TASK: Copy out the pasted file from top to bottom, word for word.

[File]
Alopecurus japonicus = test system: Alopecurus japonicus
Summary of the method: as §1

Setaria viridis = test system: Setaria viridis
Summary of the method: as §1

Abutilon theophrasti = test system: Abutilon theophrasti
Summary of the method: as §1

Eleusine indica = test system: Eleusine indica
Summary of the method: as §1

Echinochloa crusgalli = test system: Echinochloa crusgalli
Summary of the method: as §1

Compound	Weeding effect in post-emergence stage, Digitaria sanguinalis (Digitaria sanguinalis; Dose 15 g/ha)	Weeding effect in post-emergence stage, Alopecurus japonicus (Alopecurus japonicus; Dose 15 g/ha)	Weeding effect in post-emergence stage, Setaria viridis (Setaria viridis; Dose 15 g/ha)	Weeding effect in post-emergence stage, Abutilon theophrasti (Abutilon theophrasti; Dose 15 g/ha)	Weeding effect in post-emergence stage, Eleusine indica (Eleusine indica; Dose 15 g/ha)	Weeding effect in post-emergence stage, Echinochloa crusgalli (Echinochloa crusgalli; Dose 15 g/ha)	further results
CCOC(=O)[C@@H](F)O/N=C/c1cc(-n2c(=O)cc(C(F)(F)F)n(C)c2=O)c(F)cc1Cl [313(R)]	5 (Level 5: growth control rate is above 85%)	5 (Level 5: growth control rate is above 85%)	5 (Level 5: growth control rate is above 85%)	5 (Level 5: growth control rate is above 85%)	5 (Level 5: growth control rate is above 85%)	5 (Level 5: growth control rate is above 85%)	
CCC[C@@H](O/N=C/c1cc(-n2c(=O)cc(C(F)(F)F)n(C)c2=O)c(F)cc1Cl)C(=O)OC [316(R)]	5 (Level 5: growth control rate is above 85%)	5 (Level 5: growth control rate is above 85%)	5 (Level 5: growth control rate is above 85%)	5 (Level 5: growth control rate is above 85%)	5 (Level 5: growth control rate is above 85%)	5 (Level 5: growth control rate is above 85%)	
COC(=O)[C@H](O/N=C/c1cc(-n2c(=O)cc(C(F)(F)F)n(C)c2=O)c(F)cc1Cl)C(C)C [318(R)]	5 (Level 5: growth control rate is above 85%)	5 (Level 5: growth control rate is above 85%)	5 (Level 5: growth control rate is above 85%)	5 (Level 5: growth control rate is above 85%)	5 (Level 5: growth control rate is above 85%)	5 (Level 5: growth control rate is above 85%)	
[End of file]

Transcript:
Alopecurus japonicus = test system: Alopecurus japonicus
Summary of the method: as §1

Setaria viridis = test system: Setaria viridis
Summary of the method: as §1

Abutilon theophrasti = test system: Abutilon theophrasti
Summary of the method: as §1

Eleusine indica = test system: Eleusine indica
Summary of the method: as §1

Echinochloa crusgalli = test system: Echinochloa crusgalli
Summary of the method: as §1

Compound	Weeding effect in post-emergence stage, Digitaria sanguinalis (Digitaria sanguinalis; Dose 15 g/ha)	Weeding effect in post-emergence stage, Alopecurus japonicus (Alopecurus japonicus; Dose 15 g/ha)	Weeding effect in post-emergence stage, Setaria viridis (Setaria viridis; Dose 15 g/ha)	Weeding effect in post-emergence stage, Abutilon theophrasti (Abutilon theophrasti; Dose 15 g/ha)	Weeding effect in post-emergence stage, Eleusine indica (Eleusine indica; Dose 15 g/ha)	Weeding effect in post-emergence stage, Echinochloa crusgalli (Echinochloa crusgalli; Dose 15 g/ha)	further results
CCOC(=O)[C@@H](F)O/N=C/c1cc(-n2c(=O)cc(C(F)(F)F)n(C)c2=O)c(F)cc1Cl [313(R)]	5 (Level 5: growth control rate is above 85%)	5 (Level 5: growth control rate is above 85%)	5 (Level 5: growth control rate is above 85%)	5 (Level 5: growth control rate is above 85%)	5 (Level 5: growth control rate is above 85%)	5 (Level 5: growth control rate is above 85%)	
CCC[C@@H](O/N=C/c1cc(-n2c(=O)cc(C(F)(F)F)n(C)c2=O)c(F)cc1Cl)C(=O)OC [316(R)]	5 (Level 5: growth control rate is above 85%)	5 (Level 5: growth control rate is above 85%)	5 (Level 5: growth control rate is above 85%)	5 (Level 5: growth control rate is above 85%)	5 (Level 5: growth control rate is above 85%)	5 (Level 5: growth control rate is above 85%)	
COC(=O)[C@H](O/N=C/c1cc(-n2c(=O)cc(C(F)(F)F)n(C)c2=O)c(F)cc1Cl)C(C)C [318(R)]	5 (Level 5: growth control rate is above 85%)	5 (Level 5: growth control rate is above 85%)	5 (Level 5: growth control rate is above 85%)	5 (Level 5: growth control rate is above 85%)	5 (Level 5: growth control rate is above 85%)	5 (Level 5: growth control rate is above 85%)	